If you are pregnant, know you are a carrier of the gene, and already have a child with MPS I, you can find out whether the baby you're carrrying is affected. Talk to your doctor about testing. 

  • Will my child's symptoms change over time? If so, how?
  • What treatments are best for them now?
  • Do these treatments have side effects? What can I do about them?
  • Is there a clinical trial that could help?
  • How do we check their progress? Are there new symptoms I should watch for?
  • How often do we need to see you?
  • Are there other specialists we should see?
  • If I have more children, how likely are they to have MPS I?

Enzyme replacement therapy (ERT) uses a drug called laronidase (Aldurazyme), a man-made version of the missing protein. It has changed the outlook for many kids with MPS I. It can relieve most symptoms and slow the progress of the disease, although it doesn't help treat symptoms from the brain, like problems with thinking or learning.

Another option may be a hematopoietic stem cell transplant (HSCT), in which doctors put new cells into your child's body that might make the protein their body is missing. These cells often come from bone marrow or umbilical cord blood. When children get a transplant before they're 2 years old, they might be able to learn better. But HSCT can't fix bone or eye problems.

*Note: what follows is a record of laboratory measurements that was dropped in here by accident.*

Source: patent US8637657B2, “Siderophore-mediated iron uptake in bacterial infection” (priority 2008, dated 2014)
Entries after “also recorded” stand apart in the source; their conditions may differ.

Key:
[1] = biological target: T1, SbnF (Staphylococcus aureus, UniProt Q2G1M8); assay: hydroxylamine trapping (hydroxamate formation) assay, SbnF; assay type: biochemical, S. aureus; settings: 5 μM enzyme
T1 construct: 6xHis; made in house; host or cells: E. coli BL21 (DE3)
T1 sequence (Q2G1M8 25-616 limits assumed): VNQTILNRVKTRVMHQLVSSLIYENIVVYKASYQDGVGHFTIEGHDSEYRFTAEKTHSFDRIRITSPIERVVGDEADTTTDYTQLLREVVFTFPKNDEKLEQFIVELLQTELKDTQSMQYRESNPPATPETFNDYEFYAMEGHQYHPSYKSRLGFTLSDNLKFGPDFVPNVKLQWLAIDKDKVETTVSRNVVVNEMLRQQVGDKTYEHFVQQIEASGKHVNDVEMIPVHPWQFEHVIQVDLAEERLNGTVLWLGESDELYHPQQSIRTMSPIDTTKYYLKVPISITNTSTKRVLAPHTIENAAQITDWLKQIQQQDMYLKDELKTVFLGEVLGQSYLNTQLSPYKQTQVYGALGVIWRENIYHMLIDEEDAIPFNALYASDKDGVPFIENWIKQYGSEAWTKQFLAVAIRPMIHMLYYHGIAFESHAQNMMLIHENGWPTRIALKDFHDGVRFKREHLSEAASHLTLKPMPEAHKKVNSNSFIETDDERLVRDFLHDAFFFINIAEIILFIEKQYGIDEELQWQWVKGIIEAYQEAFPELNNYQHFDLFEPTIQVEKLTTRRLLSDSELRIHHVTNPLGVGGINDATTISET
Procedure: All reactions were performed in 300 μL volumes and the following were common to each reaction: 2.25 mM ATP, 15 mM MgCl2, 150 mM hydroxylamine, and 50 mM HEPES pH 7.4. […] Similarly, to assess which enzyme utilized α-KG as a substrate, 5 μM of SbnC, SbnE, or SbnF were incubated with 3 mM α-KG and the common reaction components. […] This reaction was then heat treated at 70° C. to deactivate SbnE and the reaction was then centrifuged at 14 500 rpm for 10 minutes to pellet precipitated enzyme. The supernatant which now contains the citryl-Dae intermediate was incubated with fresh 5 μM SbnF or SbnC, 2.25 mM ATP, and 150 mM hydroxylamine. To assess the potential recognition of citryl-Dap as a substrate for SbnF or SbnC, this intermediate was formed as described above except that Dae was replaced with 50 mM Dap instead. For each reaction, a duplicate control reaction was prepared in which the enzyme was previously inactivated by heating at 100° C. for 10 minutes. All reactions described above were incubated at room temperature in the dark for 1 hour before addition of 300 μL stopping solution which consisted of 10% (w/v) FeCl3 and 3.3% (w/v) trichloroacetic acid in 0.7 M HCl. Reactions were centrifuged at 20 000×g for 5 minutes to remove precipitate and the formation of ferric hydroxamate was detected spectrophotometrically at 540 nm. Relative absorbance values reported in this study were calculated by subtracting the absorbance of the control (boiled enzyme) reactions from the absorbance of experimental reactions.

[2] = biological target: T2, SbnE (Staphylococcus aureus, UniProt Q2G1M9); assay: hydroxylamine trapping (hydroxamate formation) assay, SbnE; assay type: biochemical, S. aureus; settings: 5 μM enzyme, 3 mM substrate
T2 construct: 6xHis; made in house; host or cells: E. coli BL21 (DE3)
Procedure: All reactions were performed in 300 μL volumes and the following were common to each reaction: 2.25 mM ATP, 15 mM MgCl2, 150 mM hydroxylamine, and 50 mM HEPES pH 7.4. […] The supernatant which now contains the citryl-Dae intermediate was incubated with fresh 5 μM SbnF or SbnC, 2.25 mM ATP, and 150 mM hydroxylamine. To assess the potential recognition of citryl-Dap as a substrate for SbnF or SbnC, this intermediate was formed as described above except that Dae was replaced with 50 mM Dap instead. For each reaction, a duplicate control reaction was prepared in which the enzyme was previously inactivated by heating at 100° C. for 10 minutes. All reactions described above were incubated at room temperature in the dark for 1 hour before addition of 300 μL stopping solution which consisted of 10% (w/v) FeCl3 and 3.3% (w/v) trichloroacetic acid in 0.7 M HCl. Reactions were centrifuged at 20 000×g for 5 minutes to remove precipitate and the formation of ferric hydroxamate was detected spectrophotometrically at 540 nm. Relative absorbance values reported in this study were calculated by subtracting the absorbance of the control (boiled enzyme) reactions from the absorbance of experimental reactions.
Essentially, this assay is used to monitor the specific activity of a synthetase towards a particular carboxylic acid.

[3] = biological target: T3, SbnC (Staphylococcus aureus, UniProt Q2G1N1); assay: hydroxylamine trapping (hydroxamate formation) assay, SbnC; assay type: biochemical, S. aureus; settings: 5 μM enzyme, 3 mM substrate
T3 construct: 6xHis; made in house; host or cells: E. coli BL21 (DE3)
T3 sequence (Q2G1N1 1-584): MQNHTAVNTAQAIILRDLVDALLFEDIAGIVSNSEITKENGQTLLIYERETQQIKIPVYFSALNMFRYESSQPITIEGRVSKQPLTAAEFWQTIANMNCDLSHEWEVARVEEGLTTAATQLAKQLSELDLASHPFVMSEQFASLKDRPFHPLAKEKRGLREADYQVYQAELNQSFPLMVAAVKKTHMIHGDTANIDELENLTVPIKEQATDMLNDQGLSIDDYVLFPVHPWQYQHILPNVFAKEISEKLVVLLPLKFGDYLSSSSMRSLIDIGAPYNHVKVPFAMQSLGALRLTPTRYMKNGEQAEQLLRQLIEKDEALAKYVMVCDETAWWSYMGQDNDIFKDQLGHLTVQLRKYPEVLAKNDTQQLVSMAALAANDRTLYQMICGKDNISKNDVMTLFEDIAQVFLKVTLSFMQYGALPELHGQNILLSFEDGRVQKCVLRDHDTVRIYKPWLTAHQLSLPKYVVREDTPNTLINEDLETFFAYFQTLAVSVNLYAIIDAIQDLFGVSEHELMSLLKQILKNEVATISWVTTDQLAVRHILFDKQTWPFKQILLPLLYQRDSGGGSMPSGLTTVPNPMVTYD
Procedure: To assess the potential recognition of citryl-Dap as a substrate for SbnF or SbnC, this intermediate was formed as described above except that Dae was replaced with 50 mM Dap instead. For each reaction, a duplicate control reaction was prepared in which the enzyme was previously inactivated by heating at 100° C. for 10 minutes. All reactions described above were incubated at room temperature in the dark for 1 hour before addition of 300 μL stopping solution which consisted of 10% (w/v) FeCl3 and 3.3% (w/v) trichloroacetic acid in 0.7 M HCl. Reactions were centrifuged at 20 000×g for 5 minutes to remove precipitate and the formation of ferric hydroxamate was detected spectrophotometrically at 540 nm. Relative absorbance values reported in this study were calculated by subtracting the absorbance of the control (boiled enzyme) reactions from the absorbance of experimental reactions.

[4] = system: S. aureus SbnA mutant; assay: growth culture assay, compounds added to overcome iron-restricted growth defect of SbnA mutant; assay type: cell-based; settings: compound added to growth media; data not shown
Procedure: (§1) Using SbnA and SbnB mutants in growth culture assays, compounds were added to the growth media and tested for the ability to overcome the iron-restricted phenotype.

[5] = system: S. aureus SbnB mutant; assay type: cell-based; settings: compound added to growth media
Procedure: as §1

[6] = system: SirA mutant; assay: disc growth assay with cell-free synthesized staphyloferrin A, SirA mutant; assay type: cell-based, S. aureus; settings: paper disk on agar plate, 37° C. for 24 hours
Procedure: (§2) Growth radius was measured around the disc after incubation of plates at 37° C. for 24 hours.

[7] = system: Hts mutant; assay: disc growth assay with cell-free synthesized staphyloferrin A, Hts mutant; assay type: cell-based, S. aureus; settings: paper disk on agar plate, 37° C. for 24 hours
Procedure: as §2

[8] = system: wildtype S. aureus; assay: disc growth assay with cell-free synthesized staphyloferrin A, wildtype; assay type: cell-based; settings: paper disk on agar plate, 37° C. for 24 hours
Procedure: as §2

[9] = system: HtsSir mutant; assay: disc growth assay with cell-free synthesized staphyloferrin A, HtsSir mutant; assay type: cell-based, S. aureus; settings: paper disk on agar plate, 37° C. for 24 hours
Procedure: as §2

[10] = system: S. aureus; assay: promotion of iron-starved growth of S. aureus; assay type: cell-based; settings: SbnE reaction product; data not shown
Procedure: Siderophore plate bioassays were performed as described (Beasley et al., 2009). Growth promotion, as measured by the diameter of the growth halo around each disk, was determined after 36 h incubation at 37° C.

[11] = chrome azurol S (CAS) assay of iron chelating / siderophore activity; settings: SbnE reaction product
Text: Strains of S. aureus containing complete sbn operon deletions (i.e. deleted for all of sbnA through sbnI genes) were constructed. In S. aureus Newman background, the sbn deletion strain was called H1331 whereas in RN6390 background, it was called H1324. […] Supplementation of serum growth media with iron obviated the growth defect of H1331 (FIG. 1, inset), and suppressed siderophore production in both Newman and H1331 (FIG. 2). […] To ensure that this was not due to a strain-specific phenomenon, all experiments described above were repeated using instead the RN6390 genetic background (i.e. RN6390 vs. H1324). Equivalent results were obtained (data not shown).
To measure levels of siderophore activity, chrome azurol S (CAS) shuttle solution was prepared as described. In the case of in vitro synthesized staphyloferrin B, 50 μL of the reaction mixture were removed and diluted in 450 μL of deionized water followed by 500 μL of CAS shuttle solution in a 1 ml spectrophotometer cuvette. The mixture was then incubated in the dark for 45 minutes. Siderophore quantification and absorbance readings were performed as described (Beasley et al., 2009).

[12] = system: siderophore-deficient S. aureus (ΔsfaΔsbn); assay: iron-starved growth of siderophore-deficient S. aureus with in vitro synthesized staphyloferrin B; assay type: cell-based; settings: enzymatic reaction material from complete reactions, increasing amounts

Work with a doctor who specializes in lysosomal storage diseases, or LSDs. Depending on what symptoms your child has, you might need to see other specialists, too. Often they'll include a cardiologist, who focuses on the heart, and an eye doctor.

Encourage your child to be independent and make friends. Kids with MPS I are often well-liked and enjoy being with others. Include them in safe family activities.

Most important, be positive. Keep an open mind about other people's reactions when you introduce your child to them. They might not know what to say, possibly because they don't want to pry or offend or embarrass you. When people ask about your child, tell them about their condition and what they can and can't do. Also mention your child's interests, their curiosity, and their personality.

Talk to the staff at your child's school to come up with an individualized education program (IEP). Your child might need one-on-one attention in the classroom, a special desk, or other adjustments.

To protect their necks, kids with MPS I should avoid contact sports, gymnastics, trampolines, and similar activities.

Look for ways to change how your home is set up to make it easier for your child to move around and do things on their own.

Make time for yourself and your family, too. It's OK to have someone take over caregiving duties for a while. Step back and take a break to rest and recharge.

Although there is no cure for MPS I, treatments can improve the quality of life -- especially when started early. They slow the disease and help stop damage before it starts.

Most kids who have less severe MPS I can go to school with other children. They'll go through puberty and can have kids of their own. Adults are protected by the Americans with Disabilities Act, so they might be able to work and live on their own.

When the disease is more severe, it moves faster. Children with the most severe form usually get worse very quickly, and they might not live to be teenagers. Special care focuses on easing pain and offering support, so your child and your family can have the best quality of life.

To learn more about MPS I, visit the National MPS Society website. You can also find ways to connect with other people living with the disease.